R.I. Philharmonic, Papitto Opportunity Connection ink partnership to expand diversity initiatives in music

PAWTUCKET – The Rhode Island Philharmonic Orchestra & Music School announced Tuesday at Agnes E. Little Elementary School a major four-year partnership with Papitto Opportunity Connection in an effort to expand diversity, equity and inclusion initiatives within its music education programming.

Rhode Island Philharmonic Executive Director David Beauchesne told Providence Business News Monday in an email that Papitto will provide more than $3 million over the next four years to support the philharmonic’s work to promote diversity within the music education it provides to the community. Beauchesne said both partners put diversity, equity and inclusion forward in their respective missions, and recognize that supporting equity in education is essential.

Ting Barnard, who serves on the boards of both the Papitto Opportunity Connection and the philharmonic, helped bring this partnership idea to Barbara Papitto’s attention, Beauchesne said, “and from there she helped shepherd the partnership into existence.”

“Music education positively impacts students’ academic performance, assists in developing social skills, and provides an outlet for creativity that is crucial to development,” Barnard said in a statement. “The Papitto Opportunity Connection believes this investment will make a significant impact toward ending educational disparities for children of color in Rhode Island.”

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Through the partnership with Papitto, the philharmonic hopes to achieve various goals over the next four years. Along with increasing financial aid for students to attend the music school and offer more free community concerts, the philharmonic also hopes to expand both participation in the Link Up education concerts and music literacy curricula and the Victoria’s Dream Project.

The Link Up program, the philharmonic said, has included approximately 12,000 students within 100 local elementary schools each year. It gives students a yearlong curriculum of classroom studies in music, culminating with a concert where students perform with a professional orchestra.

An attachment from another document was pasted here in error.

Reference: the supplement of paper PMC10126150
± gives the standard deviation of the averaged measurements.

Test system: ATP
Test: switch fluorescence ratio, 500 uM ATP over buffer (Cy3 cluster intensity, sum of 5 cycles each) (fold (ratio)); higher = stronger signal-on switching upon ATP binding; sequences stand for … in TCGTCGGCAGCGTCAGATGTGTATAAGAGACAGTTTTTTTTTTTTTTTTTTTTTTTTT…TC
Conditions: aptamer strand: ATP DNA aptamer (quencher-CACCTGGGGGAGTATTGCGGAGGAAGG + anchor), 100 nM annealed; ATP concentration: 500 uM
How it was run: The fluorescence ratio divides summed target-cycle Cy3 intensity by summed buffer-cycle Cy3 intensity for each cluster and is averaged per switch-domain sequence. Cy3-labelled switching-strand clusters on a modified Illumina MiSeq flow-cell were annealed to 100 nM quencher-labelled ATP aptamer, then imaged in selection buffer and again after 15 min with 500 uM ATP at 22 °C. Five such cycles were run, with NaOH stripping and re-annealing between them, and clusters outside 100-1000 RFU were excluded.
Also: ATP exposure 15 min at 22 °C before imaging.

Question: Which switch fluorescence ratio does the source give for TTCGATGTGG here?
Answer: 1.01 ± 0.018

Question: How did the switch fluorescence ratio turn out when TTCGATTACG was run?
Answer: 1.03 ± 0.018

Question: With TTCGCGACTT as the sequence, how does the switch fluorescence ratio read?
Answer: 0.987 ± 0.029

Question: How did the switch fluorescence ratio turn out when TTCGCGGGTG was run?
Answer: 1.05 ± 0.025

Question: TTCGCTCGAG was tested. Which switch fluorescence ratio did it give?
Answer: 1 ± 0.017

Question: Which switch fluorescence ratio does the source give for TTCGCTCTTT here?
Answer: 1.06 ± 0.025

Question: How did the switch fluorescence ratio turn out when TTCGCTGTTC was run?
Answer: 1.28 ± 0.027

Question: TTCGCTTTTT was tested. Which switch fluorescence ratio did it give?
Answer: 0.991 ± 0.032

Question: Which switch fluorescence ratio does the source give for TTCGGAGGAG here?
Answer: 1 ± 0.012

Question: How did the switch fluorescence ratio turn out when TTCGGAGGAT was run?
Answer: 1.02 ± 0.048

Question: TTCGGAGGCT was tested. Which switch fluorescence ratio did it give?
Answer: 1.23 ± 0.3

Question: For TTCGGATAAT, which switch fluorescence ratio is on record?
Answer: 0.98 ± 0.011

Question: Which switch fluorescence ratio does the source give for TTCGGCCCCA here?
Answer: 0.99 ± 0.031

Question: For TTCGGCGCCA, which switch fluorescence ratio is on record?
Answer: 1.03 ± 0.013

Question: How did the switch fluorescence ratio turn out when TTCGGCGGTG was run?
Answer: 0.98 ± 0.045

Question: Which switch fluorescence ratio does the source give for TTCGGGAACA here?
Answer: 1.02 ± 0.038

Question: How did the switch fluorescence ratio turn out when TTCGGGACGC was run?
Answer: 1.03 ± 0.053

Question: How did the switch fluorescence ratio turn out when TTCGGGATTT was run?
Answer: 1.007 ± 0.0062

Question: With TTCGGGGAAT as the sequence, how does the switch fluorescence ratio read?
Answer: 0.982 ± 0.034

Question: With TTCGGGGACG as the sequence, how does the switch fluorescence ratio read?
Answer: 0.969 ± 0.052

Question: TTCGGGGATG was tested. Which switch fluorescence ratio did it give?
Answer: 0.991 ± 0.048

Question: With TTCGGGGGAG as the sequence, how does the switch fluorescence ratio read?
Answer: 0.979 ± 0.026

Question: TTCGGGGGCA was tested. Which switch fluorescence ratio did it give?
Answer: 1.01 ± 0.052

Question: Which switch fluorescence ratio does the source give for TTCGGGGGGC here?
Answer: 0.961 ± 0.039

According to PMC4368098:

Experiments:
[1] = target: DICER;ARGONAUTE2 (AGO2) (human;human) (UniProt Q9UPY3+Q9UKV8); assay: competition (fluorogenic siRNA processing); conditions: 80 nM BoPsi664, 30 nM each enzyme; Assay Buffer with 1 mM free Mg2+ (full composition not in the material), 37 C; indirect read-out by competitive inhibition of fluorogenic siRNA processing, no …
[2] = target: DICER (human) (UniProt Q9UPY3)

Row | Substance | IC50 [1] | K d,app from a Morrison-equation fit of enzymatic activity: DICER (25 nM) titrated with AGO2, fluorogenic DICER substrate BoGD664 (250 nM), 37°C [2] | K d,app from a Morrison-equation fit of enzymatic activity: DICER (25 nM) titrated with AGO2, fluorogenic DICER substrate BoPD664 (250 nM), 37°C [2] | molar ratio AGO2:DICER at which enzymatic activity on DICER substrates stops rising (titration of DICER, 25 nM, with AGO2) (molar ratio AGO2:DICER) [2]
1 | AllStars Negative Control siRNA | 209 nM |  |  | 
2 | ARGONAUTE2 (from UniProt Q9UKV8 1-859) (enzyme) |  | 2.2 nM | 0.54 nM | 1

The Victoria’s Dream Project at Agnes Little Elementary offers students afterschool music instruction three days a week, a free string instrument and a pathway to attend the philharmonic’s music school, among other program offerings, the philharmonic said.

The philharmonic, through the partnership, will launch research study into

the effects of Link Up and Victoria’s Dream Project on participating Pawtucket School District students. Brown University’s Urban Education Policy Program Director Kenneth Wong will lead the independent four-year study to track the musical, academic, and social-emotional growth of participating students, the philharmonic said, and determine if the program helps narrow systemic achievement gaps for children of color in Rhode Island and elsewhere.

“We are excited to watch [the connection’s] investment in the [philharmonic to] make music education a reality for so many students of color who currently do not have access to the arts simply because of where they live,” Papitto said in a statement. “I encourage others to invest in similar programs that provide access to the arts so that all Rhode Island students have similar opportunities.”

Additionally, the partnership between the philharmonic and Papitto hopes to hire more guest artists and conductors, faculty and staff, and orchestra extras who identify as Black, Indigenous or people of color. Currently, the philharmonic has two full-time BIPOC staffers and 1 part-timer, and part-time orchestra members who consider themselves BIPOC.

Beauchesne also said the philharmonic has increased the number of BIPOC artists hired from 20% to 50% over the last four performance seasons. Additionally, the philharmonic increased from 4.5% to 19% the number of works performed that are written by BIPOC composers, he said.

“We believe we have a long way to go to become truly representative of the communities we serve, across all parts of our mission; nevertheless, we are encouraged by our progress,” Beauchesne said.

James Bessette is the PBN special projects editor, and also covers the nonprofit and education sectors. You may reach him at Bessette@PBN.com. You may also follow him on Twitter at @James_Bessette.

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